Authentication is the process of confirming an attribute of a datum or entity – for example, by proving knowledge of a password.  The common authentication types are proof of possession (e.g. an ID token), proof of knowledge (e.g. PIN, password, key) and proof of inherence (e.g. fingerprint, retina pattern). To increase security multiple types can be used, e.g. the combinations of two different types are also called “two-factor-authentication”. Digital signatures and MACs are often used to prove the ownership of cryptographic keys. Don’t confuse Authentication and Authorization.  Authorization is the function of granting access to resources. Because in most use cases systems have to distinguish between different groups of users and grant them different access rights, authentication and authorization often are used in tandem.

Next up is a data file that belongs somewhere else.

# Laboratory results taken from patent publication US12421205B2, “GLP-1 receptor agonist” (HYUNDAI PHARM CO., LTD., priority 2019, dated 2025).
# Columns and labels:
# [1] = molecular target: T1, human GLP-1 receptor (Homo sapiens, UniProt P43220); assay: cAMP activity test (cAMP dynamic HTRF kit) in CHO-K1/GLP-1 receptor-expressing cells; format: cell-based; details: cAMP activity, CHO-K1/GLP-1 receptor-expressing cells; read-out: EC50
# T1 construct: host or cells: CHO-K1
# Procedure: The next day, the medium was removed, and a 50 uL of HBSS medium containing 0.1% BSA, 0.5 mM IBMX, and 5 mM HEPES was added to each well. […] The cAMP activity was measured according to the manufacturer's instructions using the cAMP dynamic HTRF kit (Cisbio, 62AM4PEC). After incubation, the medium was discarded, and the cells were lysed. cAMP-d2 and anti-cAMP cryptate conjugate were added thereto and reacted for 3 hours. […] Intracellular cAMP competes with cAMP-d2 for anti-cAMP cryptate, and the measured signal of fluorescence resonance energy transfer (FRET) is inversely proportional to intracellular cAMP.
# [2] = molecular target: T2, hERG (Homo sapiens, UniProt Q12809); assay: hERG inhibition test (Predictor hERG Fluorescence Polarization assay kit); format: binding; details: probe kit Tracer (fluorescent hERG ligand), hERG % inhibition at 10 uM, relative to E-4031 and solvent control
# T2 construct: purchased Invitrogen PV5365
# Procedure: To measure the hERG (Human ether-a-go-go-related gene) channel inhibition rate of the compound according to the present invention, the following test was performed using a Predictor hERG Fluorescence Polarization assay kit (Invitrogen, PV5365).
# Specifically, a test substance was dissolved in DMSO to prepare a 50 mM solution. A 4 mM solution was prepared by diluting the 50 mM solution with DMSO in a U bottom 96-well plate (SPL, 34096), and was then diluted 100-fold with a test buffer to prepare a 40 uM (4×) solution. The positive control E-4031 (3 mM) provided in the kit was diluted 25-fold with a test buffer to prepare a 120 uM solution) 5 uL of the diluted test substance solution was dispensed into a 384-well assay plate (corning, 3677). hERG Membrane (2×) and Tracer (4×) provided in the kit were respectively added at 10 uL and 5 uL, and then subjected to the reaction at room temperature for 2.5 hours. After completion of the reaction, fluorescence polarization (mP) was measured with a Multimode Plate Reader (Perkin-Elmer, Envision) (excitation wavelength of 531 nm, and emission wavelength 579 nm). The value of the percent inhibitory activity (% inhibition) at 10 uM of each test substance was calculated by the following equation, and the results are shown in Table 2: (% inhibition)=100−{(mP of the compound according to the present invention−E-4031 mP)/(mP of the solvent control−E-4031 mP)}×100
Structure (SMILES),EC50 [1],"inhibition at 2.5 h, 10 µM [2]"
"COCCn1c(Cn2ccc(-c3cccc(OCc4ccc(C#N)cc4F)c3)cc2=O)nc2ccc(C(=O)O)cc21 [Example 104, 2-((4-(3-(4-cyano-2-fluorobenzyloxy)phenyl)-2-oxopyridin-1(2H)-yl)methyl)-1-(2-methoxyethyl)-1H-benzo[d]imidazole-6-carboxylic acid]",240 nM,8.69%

Data confidentiality is provided when data is kept secret and protected against eavesdropping. This is the classic security goal that many people associate with IT security in general. In one of the next articles symmetric and asymmetric algorithms will be presented – these are techniques that can be used to ensure data confidentiality.

Non-repudiation means that a sender (the origin of data) cannot deny ownership of sent data. Imagine a contract was signed by a party and someone has to prove this to jurisdiction that it was signed by that party and no one else. To achieve non-repudiation cryptographic systems like digital signatures can be used together with a suitable system architecture.

In a security context, service availability means a system responds constantly and reliably to expected input – and delivers a defined response to unexpected input. Such a system should:

  • handle valid requests up to the system’s resource limit